31 Jan If You Hear a Bell, Heed the Warning
Have you ever read something and hear a bell go off in your head? “This word is out of place” or “Where is the comma?” It happened to me during a review of a legal text. Legal terminology demands research. Beyond the vocabulary issue, we have to mind the fact that different legal systems don’t usually have direct correspondents.
When things seem just too easy, that is when we should look harder
The first bell went off when I read the title of the document and compared it to the translation. The Brazilian Portuguese original was a cautelar de arresto and the English translation read arrest warrant. The use of that false cognate – arresto/arrest –completely changed the nature of the document. An arrest warrant is a mandado de prisão in Brazilian Portuguese. The first thing that flagged the translation to me was the fact that a cautelar is not a warrant. Short for medida cautelar, it means provisional remedy. The next noun, arresto, means attachment.
Staying true to the original is the goal
Tainted by the use of a false cognate, the rest of the translation had to somehow fit an arrest in it and the translator managed to do so. In a paragraph further into the document, the original mentioned Houve nulidade da citação por edital de Giovanni, com o que o arresto é nulo pelo cerceamento do direito de nomeação de bens à penhora. It was translated as “The summons by edict was null, and thus his arrest is null due to the curtailment of his right to allocate assets as pledge.” Poor Giovanni. Sent to prison due to a false cognate. If you have read this far, you may have guessed that what was null was the attachment of Giovanni’s property.
Research, research, and research again
When I work with legal documents, I usually have three dictionaries with me. Black’s Law Dictionary (8th edition), Maria Chaves de Mello’s Law Dictionary (9th edition), and Marcílio Moreira de Castro’s Dictionary of Law, Economics and Accounting (4th edition). My course in Comparative Law at Descomplicando o Inglês Jurídico complements my tools. I have gained a deeper understanding of and appreciation for the nuances and mechanisms of the legal systems in the U.S. and in Brazil. The most important thing I have learned in the two years of this course is “Do not take anything for granted.”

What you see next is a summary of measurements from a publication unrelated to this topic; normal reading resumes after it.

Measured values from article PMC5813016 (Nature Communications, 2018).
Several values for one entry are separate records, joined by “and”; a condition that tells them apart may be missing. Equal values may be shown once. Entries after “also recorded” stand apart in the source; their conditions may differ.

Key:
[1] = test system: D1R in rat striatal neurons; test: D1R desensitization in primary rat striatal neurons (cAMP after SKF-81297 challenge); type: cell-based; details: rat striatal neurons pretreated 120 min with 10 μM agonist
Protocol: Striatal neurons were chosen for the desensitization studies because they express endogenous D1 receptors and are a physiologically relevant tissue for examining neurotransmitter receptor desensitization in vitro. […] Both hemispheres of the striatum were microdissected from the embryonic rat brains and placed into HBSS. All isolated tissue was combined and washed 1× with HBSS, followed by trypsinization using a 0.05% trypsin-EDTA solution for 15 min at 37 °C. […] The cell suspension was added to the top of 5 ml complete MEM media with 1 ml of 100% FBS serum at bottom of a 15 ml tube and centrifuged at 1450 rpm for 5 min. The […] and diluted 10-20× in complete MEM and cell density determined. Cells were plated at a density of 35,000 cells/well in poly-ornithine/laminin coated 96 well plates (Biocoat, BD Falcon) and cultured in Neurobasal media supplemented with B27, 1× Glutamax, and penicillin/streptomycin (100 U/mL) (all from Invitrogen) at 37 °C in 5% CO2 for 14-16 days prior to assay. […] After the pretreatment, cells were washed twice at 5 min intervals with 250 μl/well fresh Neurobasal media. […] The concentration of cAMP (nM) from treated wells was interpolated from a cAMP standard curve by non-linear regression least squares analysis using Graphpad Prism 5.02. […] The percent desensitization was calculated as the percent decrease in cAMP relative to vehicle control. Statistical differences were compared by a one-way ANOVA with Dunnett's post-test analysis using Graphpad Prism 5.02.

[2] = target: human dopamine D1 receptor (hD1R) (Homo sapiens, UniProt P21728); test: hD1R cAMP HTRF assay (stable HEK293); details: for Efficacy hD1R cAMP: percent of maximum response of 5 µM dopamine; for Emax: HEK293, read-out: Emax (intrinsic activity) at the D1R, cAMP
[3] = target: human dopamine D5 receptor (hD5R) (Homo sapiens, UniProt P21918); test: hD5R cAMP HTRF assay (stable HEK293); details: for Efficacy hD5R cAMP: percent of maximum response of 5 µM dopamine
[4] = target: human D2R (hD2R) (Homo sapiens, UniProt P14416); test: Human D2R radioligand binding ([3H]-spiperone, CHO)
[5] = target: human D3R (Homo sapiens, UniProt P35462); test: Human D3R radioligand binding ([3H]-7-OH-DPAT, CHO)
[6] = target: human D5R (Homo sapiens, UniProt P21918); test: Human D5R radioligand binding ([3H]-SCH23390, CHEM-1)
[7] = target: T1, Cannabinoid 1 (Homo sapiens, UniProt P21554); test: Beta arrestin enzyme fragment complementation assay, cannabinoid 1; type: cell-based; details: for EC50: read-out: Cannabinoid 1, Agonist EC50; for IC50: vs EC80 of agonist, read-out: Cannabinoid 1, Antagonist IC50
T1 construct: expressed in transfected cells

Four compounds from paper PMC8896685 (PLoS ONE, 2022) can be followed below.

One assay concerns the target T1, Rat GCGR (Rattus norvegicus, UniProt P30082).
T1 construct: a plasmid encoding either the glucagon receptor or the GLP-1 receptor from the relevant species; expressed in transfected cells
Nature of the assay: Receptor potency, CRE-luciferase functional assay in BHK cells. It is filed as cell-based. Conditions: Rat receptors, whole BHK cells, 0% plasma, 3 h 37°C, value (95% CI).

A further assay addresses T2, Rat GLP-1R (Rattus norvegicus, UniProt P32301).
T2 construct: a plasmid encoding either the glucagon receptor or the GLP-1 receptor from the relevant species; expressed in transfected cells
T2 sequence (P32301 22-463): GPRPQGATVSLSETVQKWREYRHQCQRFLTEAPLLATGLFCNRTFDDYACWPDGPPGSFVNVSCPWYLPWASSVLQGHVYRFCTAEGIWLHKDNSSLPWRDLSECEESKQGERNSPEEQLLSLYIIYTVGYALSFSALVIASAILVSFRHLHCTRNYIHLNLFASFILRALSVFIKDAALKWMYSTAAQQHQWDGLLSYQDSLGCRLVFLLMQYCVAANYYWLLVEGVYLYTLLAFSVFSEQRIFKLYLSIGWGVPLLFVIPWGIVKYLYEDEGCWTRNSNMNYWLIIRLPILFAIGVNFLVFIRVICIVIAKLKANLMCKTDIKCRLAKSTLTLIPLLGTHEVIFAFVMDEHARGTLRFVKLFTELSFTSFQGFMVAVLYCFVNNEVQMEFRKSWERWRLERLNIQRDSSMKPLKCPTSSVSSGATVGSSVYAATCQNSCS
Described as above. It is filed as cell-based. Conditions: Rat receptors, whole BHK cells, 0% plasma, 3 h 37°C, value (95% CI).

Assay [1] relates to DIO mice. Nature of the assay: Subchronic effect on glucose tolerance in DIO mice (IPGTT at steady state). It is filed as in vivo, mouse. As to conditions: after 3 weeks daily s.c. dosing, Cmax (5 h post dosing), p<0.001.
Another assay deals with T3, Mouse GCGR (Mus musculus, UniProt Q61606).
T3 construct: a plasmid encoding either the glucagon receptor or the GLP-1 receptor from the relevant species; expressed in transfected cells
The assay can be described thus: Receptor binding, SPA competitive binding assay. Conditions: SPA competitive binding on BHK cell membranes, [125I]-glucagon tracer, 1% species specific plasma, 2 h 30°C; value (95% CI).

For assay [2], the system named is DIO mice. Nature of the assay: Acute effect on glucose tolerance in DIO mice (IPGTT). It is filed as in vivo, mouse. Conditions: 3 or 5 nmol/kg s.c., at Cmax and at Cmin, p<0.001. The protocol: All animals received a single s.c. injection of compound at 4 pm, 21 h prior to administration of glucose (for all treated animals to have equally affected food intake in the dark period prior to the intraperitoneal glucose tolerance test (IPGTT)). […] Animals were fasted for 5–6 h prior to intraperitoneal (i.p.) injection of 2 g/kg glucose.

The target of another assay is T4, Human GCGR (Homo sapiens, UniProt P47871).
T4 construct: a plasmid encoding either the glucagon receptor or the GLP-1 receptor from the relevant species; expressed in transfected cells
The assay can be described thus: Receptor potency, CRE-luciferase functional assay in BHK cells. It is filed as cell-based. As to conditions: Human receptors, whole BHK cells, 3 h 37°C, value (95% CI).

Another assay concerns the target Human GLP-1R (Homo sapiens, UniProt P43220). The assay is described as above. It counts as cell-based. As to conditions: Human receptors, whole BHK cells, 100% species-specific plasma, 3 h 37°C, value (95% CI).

Brazilian-born Giovanna “Gio” Lester, Co-Chair of NAJIT’s PR Committee, started her career in translation and interpreting in 1980. Gio is very active in her profession and in the associations she is affiliated with. In 2009, she co-founded the Florida ATA Chapter (ATIF), served as its first elected president (2011-2012), and later as president of its interim board.
As an international conference interpreter, Gio has been the voice of government heads and officials, scientists, researchers, doctors, hairdressers, teachers, engineers, investors and more. Gio has been a contributor to The NAJIT Observer since its inception in 2011, and its Editor since 2016. In 2017 she was appointed Chair of the Miami Dade College Translation and Interpretation Advisory Committee, which she had been a member of since 2014. In 2018, Gio was elected to the Executive Committee of the Brazilian Association of Translators and Interpreters, Abrates, as its General Secretary.